• @johann_ka Thanks for pointing this out - it truly surprises me. There must be a cultural distinction here - in my part of UK English language culture, there is no negative connotation of say, 'pedantry' or 'officiousness' , which is what I imagine you might mean. – Robin Betts Nov 8 '18 at 6:53
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    Right, well, if the professor lectures on archaeology, the phrase could hit the mark. "meticulously detailed reply" sounds pretty as a description to a friend about a reply but not pragmatically suited to a general mode of expressing a thank you. Generational? Hmm. Probably more situational. :) – Lambie Nov 9 '18 at 13:50
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The OP wrote: I am fascinated by the exactitude and precision in his reply.

I write: We generally might say thorough here, not exact or precise.

  • Thank you for your thorough reply.

  • Thank you for the thoroughness of your reply.

  • Thank you for replying so thoroughly to my question.

  • I appreciate your taking the time to send me such a thorough reply.

One would want to avoid qualifying a professor's answer as precise or accurate or any adjective that sound like those. That could even be taken as insulting.

The point is that she or he took the time to answer your question in full.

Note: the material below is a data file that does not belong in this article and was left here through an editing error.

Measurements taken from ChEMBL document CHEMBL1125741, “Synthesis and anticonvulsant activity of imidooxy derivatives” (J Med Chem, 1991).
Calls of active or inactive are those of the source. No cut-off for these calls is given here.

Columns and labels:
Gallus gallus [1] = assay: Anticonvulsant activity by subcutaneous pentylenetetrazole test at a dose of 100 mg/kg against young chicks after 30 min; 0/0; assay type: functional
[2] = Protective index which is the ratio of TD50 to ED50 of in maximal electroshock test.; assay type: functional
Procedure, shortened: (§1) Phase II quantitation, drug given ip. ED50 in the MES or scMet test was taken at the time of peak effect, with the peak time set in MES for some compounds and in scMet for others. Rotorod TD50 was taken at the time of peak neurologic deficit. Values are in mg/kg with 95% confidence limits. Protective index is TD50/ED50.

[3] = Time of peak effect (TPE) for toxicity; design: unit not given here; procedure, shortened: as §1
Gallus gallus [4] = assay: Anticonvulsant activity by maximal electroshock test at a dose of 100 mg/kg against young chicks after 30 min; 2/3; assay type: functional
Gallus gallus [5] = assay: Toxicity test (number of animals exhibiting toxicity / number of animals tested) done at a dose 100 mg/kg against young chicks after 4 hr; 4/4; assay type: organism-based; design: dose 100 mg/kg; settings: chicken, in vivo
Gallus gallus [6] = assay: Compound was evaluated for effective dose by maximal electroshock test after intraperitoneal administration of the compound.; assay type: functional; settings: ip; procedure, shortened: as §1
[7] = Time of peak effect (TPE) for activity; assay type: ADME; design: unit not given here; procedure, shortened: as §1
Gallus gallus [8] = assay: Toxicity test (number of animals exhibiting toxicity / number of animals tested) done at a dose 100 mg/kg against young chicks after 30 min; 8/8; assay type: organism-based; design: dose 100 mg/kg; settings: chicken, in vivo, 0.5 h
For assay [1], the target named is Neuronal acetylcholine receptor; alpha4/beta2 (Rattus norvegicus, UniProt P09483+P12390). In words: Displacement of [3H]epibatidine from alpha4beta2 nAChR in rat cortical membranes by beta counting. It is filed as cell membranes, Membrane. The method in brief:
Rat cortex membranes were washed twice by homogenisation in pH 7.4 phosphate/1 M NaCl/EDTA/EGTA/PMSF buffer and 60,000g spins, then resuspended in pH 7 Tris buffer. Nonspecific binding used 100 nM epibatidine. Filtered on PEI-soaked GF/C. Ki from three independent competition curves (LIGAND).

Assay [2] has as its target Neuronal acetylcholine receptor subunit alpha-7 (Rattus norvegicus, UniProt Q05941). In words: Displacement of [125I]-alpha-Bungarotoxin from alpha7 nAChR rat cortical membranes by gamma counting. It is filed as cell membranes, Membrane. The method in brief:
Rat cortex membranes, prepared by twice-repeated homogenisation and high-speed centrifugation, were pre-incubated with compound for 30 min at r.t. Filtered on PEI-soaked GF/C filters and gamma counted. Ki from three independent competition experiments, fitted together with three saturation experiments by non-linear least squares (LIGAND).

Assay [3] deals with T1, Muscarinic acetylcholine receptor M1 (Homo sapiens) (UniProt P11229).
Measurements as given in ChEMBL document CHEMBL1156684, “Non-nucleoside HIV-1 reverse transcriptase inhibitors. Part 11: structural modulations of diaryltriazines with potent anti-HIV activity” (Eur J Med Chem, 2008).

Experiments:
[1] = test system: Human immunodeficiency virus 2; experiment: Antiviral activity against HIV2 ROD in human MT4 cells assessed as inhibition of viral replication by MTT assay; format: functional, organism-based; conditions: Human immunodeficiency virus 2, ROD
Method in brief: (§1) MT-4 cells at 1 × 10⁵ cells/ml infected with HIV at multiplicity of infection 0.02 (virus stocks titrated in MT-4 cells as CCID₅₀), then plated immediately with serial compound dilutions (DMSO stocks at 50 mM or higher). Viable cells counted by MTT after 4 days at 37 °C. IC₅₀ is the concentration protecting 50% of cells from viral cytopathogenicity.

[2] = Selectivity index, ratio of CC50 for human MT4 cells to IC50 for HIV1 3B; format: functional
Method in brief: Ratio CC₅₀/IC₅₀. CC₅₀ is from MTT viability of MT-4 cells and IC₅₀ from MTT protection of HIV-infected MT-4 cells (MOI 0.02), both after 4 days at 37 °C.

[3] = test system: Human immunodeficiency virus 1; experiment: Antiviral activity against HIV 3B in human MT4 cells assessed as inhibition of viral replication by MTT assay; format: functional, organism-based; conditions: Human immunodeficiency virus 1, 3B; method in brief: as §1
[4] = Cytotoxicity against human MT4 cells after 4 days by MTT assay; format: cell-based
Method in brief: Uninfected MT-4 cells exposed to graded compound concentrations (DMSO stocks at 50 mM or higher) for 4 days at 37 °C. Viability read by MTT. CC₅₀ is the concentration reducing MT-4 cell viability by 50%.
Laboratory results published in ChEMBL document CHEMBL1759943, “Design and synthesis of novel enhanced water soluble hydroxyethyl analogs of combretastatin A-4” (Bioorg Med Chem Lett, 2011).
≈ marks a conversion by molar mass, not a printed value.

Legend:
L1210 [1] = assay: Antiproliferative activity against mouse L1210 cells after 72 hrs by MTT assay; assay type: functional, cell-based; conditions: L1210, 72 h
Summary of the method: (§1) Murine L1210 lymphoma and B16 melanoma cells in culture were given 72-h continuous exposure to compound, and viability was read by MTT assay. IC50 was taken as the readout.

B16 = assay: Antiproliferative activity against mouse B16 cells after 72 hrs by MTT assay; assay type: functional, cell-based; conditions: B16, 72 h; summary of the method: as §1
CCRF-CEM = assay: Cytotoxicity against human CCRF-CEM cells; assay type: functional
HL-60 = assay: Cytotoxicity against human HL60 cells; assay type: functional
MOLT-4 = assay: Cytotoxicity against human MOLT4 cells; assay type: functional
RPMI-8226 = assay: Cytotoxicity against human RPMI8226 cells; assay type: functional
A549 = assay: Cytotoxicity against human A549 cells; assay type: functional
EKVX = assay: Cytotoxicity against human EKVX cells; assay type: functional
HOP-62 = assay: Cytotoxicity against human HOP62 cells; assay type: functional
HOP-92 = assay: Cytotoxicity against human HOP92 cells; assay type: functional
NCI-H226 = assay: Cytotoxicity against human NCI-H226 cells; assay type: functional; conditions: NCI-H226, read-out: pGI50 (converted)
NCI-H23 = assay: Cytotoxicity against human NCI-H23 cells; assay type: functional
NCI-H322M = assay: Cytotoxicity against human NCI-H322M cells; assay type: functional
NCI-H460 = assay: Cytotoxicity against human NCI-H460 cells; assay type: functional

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I think your option 2 is the strongest based on your stated intent.

Here are some alternatives in that same vein, if they are helpful.

a) Thank you for your thoughtfulness.
b) Thank you for your carefully considered answer.
c) I appreciate the effort you put into crafting an answer.

If you can go with more a slightly longer version (a good way to indicate sincerity and escape what looks like a rote response), you could add a second sentence like:

Your time and your expertise offered me a unique perspective on [the topic].

Some such explanation of the actual benefit you received can make the statement much more personal.

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You should consider painstaking.

Thank you for your painstaking response!

ODO:

painstaking
ADJECTIVE
Done with or employing great care and thoroughness.

‘painstaking attention to detail’

Usage examples:

Google Search for "painstaking response"

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First of all this question will inevitably have a personal taste component, rather than an objective answer. In that respect, like the previous answer, may I suggest you use "Thank you" instead of "Thanks" in your reply - it sounds slightly better to me.

One option I would put forward is to separate the thanks from a more elaborate expression of appreciation: while I agree you don't want to end up with flattery, I think it is valid to express one's gratefulness about something which exceeds expectations. Something like (taking your examples as a starting point):

Thank you for your detailed reply, I sincerely appreciate your thorough consideration of my request

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One way to thanks such a person is:

  1. Thank you for being so scrupulous.

  2. Thank you for your scrupulous reply.

But I am not sure which one is the better choice.

The following sense is to the point:

scru·pu·lous (of a person or process) diligent, thorough, and extremely attentive to details.

"the research has been carried out with scrupulous attention to detail"

synonyms: careful, meticulous, painstaking, thorough, assiduous, sedulous, attentive, conscientious, punctilious, searching, close, minute, rigorous, particular, strict

"scrupulous attention to detail"

What do you think?